How health care spending accounts are changing

How health care spending accounts are changing

by Angie Hicks, founder of Angie's List

This year, it's more important than ever to have an established, communicative relationship with your primary care doctor.

Effective Jan. 1, anyone using a Flexible Spending Account, Health Savings Account or Health Reimbursement Account to purchase any over-the-counter medicines, except for insulin, will first need a doctor's prescription.

This is a big change in federal tax law, as consumers with health care spending accounts in the past could be reimbursed for these purchases without a doctor's authorization.

Unlike money in HSAs and HRAs that carry over from one year to the next, most FSAs require consumers to use the funds within a designated 12-month period. Money unspent in the FSA account is lost. Because no one wants to give money away, many FSA consumers check their balance shortly before the period ends and go on a shopping spree to stock up on ointments, cough syrup and pain relievers they may need in the future.

But those days are over. This year, you'll need a prescription from your doctor for those over-the-counter, or OTC, drugs. It's more important than ever for FSA users to review their health spending habits and strategically estimate the year's medical needs so they can designate the right amount into their accounts before the next open enrollment session.

FSA and HRA holders are now required to submit receipts showing the prescription number and payment information for any OTC medications to their plan administrator. Those with HSAs aren't required to submit documentation, as HSAs are instead handled between the cardholder and the IRS.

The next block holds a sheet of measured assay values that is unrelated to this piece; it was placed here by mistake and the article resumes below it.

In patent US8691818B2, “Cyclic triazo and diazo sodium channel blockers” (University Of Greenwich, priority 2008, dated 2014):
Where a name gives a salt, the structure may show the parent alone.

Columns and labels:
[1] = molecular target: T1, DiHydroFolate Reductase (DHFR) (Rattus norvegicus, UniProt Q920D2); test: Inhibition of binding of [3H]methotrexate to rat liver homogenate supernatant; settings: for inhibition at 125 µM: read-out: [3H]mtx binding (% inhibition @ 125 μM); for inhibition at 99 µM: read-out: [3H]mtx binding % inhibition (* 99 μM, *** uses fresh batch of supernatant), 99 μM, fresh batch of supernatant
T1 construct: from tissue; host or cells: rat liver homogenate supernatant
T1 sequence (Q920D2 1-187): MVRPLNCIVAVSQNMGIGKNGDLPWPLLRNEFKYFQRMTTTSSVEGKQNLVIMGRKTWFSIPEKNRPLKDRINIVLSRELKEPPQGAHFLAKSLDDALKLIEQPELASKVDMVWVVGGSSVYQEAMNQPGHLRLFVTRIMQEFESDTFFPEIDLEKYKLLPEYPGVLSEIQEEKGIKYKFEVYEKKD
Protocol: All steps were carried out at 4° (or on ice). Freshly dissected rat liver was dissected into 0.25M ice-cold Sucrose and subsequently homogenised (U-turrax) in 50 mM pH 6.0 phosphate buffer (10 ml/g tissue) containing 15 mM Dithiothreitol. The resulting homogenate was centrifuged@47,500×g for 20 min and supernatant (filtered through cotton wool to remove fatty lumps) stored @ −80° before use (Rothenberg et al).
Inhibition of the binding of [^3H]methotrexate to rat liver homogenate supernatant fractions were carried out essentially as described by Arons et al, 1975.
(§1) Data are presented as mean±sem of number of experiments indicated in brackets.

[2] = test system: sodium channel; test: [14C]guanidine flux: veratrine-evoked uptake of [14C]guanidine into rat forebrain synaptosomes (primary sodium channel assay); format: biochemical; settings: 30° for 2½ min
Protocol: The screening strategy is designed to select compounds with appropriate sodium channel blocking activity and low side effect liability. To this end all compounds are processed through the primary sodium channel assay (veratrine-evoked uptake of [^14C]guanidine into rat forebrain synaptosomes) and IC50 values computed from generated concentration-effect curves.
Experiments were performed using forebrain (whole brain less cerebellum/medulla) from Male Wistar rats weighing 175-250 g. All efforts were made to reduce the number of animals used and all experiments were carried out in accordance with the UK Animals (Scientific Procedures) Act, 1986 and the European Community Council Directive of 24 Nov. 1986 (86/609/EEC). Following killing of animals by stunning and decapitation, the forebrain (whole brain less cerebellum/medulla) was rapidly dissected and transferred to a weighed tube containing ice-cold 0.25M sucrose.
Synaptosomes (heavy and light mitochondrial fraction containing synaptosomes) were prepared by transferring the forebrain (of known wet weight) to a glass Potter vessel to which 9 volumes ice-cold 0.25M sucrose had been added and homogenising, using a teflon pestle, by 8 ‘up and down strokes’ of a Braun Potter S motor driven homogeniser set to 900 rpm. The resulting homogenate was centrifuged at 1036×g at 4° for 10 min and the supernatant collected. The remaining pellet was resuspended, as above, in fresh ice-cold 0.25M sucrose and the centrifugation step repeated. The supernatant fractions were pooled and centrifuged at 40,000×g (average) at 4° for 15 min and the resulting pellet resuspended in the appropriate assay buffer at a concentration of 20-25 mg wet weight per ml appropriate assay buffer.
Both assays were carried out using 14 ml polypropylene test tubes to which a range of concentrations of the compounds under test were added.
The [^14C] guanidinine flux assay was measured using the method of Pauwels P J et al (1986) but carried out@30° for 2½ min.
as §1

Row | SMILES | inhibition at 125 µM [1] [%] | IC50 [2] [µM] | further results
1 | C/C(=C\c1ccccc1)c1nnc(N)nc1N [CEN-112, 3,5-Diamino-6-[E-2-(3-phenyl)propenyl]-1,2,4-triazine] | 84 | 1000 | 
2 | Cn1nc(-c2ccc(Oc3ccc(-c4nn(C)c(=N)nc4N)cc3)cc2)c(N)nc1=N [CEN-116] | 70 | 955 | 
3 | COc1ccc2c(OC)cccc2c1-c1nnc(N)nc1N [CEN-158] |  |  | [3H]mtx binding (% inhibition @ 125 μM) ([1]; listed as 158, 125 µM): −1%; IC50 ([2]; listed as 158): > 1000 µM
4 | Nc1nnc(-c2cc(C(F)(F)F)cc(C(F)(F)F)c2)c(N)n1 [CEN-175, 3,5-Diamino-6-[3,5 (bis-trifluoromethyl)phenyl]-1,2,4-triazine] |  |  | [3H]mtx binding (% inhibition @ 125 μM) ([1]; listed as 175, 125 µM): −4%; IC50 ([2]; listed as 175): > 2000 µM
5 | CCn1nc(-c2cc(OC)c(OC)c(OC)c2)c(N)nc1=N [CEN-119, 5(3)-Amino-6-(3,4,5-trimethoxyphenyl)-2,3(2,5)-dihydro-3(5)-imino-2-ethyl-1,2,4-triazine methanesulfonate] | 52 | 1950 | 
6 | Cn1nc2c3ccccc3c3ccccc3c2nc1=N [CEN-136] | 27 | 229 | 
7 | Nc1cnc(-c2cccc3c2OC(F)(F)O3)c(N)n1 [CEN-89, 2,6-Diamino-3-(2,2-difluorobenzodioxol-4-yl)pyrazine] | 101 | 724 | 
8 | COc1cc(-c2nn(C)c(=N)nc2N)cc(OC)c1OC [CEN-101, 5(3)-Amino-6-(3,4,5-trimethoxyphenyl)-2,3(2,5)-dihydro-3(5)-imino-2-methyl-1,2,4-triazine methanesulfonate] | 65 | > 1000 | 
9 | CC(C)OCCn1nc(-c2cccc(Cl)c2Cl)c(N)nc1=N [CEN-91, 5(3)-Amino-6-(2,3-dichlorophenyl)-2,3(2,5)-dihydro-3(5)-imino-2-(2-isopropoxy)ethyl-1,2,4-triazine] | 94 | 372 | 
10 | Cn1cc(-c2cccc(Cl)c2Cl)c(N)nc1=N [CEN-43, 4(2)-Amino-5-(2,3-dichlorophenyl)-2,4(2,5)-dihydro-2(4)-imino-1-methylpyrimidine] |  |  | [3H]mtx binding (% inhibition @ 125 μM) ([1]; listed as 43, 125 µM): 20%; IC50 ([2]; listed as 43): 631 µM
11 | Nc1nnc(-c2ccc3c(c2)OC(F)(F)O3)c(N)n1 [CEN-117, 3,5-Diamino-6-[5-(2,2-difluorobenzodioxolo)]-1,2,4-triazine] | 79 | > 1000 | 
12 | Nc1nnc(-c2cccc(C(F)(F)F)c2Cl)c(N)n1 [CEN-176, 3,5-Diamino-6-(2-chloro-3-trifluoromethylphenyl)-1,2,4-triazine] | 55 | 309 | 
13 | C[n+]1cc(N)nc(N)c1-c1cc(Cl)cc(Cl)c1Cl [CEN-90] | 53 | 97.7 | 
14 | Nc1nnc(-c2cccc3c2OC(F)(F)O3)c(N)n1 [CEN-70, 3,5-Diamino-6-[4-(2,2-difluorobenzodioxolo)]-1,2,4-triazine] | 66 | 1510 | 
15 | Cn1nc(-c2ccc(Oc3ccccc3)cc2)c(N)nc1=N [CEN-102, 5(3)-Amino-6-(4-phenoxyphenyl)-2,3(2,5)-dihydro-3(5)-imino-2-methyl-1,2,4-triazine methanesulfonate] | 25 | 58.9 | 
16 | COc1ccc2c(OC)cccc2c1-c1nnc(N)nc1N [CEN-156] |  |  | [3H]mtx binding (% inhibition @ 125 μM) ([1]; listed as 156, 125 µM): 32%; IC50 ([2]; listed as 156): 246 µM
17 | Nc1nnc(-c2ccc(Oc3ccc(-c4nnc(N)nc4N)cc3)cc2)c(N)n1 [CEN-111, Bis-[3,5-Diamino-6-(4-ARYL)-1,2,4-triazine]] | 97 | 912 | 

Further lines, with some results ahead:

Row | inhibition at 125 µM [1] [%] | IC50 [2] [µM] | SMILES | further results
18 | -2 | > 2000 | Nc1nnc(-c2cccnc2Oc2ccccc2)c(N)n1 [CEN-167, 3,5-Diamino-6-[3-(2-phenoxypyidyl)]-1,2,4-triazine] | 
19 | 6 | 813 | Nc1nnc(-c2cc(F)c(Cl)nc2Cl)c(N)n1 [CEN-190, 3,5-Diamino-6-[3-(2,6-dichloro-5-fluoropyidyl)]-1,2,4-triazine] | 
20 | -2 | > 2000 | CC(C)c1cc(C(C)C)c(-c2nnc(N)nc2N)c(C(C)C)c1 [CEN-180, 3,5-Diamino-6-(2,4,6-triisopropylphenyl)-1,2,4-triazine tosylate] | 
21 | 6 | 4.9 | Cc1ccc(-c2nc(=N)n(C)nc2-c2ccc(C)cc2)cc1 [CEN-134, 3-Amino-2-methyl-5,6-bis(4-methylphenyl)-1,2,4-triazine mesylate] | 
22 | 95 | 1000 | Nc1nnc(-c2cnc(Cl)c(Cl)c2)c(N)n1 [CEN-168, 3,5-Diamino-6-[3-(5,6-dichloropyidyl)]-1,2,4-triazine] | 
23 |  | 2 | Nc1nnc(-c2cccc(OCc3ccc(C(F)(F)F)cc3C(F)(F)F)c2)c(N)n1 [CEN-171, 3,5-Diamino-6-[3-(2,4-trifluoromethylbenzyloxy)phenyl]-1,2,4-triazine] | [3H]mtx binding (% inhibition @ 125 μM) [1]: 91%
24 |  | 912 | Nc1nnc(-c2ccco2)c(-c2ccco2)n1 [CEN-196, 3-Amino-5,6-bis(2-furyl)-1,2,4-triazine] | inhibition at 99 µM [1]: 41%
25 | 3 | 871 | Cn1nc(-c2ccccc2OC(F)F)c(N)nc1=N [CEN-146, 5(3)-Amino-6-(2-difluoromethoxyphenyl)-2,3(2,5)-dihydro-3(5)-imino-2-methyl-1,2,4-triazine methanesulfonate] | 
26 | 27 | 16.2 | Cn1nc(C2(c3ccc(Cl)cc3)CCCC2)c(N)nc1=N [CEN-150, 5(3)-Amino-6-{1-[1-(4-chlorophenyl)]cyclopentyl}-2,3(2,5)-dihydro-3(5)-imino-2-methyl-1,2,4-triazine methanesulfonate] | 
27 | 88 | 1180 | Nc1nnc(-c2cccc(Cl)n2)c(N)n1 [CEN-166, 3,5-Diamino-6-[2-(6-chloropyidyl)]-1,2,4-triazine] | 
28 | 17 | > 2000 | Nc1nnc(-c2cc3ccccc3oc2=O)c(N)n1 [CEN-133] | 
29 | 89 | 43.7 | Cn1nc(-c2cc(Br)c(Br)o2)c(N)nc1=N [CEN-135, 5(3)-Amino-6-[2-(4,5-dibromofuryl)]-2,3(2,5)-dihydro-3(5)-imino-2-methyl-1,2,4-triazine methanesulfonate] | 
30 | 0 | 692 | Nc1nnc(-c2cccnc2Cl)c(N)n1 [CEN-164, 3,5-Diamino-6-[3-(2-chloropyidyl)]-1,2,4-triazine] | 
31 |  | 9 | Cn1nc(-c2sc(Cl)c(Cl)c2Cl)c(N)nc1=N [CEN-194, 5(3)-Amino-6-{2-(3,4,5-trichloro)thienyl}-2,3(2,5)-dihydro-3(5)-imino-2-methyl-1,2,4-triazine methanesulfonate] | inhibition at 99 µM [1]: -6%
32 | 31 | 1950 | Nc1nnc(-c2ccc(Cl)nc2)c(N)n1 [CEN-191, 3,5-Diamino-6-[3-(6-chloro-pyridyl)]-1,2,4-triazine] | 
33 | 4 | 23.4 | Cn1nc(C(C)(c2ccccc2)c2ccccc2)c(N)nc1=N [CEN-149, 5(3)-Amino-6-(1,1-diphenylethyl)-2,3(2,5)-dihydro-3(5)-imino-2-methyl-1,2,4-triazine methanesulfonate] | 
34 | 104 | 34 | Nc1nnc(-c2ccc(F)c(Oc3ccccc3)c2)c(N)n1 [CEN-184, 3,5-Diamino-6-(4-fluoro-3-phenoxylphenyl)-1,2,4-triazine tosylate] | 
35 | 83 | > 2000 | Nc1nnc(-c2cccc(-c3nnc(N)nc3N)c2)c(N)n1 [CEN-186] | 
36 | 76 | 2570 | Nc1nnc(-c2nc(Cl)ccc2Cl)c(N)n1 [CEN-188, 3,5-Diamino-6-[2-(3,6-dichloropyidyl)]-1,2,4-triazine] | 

However, it is the holder's responsibility to have that documentation ready if they're audited. If found to use HSA dollars for ineligible products, including OTC medicines without a prescription, the amount is treated as taxable income and will be taxed at 20 percent.

To avoid spending money on co-pays and doctors visits every time you want to purchase an OTC medicine, talk to your doctor ahead of time about your needs. He or she will likely be more inclined to work with you on this if you've already established a good relationship.

Have a list of what you generally buy so you can get everything you need prescribed in one visit. Another idea is to ask about virtual visits that allow you to e-mail your requests in and avoid an office call altogether. Virtual visits are convenient, and can cost less than an in-person visit.

For those who must use their funds by the end of the year - and can't, or don't want to bother with getting prescriptions filled - there are other medical items you can purchase with your health care spending account that you might not ordinarily think of, like glasses and contacts, bandages, braces and supports, ice packs, thermometers, and personal medical supplies.

You can use your allocated health dollars to join a weight loss program if it's for treatment of a specific disease, visit a chiropractor or see an acupuncturist. Those with diagnosed hearing loss can purchase qualifying specialty televisions and telephones.

A health care spending account can even pay to reconfigure an automobile to accommodate a disability, or to modify your home to accommodate a medical condition. It can also pay for the cost of removing lead-based paints from your home.

Visit www.irs.gov for a complete list of qualifying and non-qualifying purchases, or call your plan administrator or human resources specialist to be doubly sure you're following the rules.


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Make the most of health care spending accounts

If you use a Flexible Spending Account (FSA), Health Savings Account (HSA) or Health Reimbursement Account (HRA) to purchase over-the-counter medicine, you’ll need a doctor’s prescription beginning Jan. 1. Angie highlights the changes that will affect your health care spending in 2011.

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Judy Orton

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Trying to find Dr who helps people that have lost sense of smell.

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